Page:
I think colonialism is a very important topic and worthy of consideration in art works. At the same time, my project is a certain homage to the scientific approach, the thirst for knowledge, and experiments by the explorers of that era. It’s like a critical fascination. I have been thinking a lot about whether it is possible to do both at the same time.
           

Did you have to adjust your project for the conditions of the Kostka Gallery, or more specifically for Czech audiences?
           
The work resonates differently in every place. But I think there are some universal issues which help us discover new relations in the discourse of each specific place. The project was conceived universally – as open to discourse and to see what happens within. I think it’s very interesting to use a space as industrial as the Kostka Gallery. Furthermore, I really love the fact that it used to be a glass factory. I think it comes together very well with the history of the greenhouse.
             

Returning to your roots, could you describe from your perspective the differences between South American and European perceptions of nature?
           
Well, the European influence in Latin America is massive. Chile was under Spanish rule for around 200 years. But still, the indigenous people in Chile have a very good position for humans in regards to other species. They have a much more spiritual connection with nature and they don’t have a complete separation between nature and culture. I think we have a lot to learn from them. But unfortunately, Chilean government policy is not very different from anywhere else and they see nature as a way of making production and money.
I have recently been studying Timothy Morton – he has an interesting point of view which contributes to the debates around the Anthropocene era. Morton says that a lot of people argue about the beginning of the Anthropocene – whether it started with the invention of motors, coal mining, the use of fossil fuels or the steam engine… Morton offers a comparison with murder: When does murder happen? Is it when the bullet hits the victim’s brain? Or is it when the bullet leaves the gun, or when the trigger is pulled? His argument is that the Anthropocene era started with the beginning of agriculture. This really resonated with me. I think it’s important to consider what this action of controlling nature means from the position of the one who controls.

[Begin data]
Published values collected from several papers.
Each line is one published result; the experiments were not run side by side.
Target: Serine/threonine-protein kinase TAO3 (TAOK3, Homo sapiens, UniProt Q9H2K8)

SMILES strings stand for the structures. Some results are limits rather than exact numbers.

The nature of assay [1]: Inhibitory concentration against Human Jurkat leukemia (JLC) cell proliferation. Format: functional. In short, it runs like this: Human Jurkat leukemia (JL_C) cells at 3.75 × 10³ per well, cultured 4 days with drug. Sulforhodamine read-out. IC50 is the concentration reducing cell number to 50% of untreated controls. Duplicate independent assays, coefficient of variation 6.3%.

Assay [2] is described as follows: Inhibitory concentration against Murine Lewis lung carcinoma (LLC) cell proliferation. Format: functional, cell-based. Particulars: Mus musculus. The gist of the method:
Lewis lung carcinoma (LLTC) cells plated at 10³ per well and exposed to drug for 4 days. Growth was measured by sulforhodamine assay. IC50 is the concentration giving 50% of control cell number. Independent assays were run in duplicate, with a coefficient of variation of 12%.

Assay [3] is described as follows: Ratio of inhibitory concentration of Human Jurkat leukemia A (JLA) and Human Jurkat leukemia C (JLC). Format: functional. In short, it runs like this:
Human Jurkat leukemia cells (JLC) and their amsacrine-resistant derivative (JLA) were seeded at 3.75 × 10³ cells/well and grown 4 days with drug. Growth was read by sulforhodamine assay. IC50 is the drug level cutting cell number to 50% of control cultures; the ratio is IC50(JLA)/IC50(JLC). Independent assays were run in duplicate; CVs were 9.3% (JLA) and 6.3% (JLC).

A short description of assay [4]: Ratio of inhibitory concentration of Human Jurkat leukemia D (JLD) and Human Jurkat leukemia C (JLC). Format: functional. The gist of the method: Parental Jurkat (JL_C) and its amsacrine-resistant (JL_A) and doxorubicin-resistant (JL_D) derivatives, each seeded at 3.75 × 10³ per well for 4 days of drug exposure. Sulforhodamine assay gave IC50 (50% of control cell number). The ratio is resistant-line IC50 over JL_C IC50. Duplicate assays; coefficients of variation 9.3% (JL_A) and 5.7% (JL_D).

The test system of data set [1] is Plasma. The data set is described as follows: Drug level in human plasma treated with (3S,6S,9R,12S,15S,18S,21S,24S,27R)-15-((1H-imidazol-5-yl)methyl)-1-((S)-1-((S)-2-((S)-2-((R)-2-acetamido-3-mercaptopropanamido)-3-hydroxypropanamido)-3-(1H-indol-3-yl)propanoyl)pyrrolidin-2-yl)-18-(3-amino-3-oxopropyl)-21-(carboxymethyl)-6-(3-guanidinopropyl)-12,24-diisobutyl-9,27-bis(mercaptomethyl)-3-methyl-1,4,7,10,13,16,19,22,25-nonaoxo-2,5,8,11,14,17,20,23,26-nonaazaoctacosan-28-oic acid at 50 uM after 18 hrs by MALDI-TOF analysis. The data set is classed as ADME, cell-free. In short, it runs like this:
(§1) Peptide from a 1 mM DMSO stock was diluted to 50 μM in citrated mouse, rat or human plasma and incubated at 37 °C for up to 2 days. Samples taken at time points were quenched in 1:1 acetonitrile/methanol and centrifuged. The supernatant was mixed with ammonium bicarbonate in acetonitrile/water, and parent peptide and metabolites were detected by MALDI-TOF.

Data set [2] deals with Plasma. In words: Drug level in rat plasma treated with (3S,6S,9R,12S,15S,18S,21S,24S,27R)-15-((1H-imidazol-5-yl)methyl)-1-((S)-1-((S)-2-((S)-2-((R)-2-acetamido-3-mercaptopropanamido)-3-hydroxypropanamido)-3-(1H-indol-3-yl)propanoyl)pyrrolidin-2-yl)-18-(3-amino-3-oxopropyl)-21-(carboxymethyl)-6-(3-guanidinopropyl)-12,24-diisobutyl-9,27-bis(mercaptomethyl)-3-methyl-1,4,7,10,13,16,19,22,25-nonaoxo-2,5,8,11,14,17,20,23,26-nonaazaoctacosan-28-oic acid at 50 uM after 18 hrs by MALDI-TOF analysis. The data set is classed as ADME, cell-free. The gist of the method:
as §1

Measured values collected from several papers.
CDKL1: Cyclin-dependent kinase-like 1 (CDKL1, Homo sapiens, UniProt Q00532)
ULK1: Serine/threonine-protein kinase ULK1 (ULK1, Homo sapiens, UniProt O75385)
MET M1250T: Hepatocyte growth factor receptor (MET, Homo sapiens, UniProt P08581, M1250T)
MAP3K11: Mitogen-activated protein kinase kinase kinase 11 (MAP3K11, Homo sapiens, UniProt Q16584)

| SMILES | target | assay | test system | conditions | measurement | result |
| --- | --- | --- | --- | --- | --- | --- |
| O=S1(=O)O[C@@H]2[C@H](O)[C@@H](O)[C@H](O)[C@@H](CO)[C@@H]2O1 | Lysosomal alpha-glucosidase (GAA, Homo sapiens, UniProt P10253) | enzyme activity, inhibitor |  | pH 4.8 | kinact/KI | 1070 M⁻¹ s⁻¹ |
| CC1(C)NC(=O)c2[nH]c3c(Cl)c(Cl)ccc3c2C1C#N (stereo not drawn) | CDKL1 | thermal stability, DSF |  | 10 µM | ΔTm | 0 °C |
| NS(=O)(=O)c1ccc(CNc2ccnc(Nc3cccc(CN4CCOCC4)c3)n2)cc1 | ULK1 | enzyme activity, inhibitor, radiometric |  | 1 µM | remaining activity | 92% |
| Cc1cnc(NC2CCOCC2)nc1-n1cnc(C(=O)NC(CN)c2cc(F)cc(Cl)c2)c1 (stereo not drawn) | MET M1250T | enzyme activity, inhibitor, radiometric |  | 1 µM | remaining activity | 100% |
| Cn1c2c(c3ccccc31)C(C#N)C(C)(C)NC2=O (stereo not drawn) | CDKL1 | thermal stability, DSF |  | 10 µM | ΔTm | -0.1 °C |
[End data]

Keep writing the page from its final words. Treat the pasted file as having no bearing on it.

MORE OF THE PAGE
Your installation is created using recursive principles. Could you elaborate on why you wanted to use this particular format? 
           
I’m inspired by the idea of making greenhouses, but I’m placing this idea into an absurd repetition. The recursive principle is already alluded to in the title of the show, Placed into Abyss, which comes from the literal translation – or perhaps a mistranslation – of the French “misse en abyme”. It’s the idea of one thing within another within another. It could also be a nesting doll or a dream within a dream... This project becomes the almost completely absurd repetition of the structure of greenhouses, and if you were to keep going with this logic, it could also incorporate the architecture of the entire room, or even the whole factory house. While creating the project, I studied the history of greenhouses as I represent different historical phases of the construction. The fun fact is that the first greenhouses were built in Roman times, when the Roman emperor Tiberius wanted to eat a fresh cucumber every day, all year round.
  

Rodrigo Arteaga: Placed into Abyss
28 February – 2 April 2018
Kostka Gallery
Curator: Eva Riebová
Curator´s Assistant: Zuzana Belasová
Opening: 27 February 2018  

MeetFactory Gallery and Kostka Gallery are opened daily from 1pm till 8pm and according to the evening program.  

The entrance is free.  

Contacts:
Zuzana Kolouchová → PR → zuzana.kolouchova@meetfactory.cz → + 420 739 055 862 Eva Riebová → curator → eva.riebova@meetfactory.cz    

MeetFactory is supported in 2018 by a grant from the City of Prague amounting to 10.000.000 CZK.  
 
CT_Rodrigo Arteaga_Placed into Abyss_ENG.pdf